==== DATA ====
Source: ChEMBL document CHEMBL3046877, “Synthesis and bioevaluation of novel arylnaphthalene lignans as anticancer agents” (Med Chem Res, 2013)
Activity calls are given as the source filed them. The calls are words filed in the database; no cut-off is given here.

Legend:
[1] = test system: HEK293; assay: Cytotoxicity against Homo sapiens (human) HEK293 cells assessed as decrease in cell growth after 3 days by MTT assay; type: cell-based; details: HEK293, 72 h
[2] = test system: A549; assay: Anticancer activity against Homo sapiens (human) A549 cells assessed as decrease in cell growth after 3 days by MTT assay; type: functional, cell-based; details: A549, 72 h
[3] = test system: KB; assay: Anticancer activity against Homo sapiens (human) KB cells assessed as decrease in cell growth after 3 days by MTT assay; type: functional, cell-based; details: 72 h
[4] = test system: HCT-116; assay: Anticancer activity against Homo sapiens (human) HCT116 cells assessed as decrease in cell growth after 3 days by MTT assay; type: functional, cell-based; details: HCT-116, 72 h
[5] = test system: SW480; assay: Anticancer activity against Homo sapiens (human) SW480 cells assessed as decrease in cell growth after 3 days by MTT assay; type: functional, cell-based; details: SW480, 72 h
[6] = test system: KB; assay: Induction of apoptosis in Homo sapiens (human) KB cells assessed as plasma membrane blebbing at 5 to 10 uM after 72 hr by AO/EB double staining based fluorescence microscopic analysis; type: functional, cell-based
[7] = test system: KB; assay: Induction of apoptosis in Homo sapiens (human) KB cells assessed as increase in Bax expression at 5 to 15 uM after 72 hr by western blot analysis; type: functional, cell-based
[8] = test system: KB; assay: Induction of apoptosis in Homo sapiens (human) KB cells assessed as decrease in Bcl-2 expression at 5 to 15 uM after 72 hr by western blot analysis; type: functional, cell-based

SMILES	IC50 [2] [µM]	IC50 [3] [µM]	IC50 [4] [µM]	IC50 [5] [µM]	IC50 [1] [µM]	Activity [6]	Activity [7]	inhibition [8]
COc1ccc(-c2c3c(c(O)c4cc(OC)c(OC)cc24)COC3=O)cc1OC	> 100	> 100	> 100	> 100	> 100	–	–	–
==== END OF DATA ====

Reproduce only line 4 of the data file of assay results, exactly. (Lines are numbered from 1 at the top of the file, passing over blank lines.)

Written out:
[1] = test system: HEK293; assay: Cytotoxicity against Homo sapiens (human) HEK293 cells assessed as decrease in cell growth after 3 days by MTT assay; type: cell-based; details: HEK293, 72 h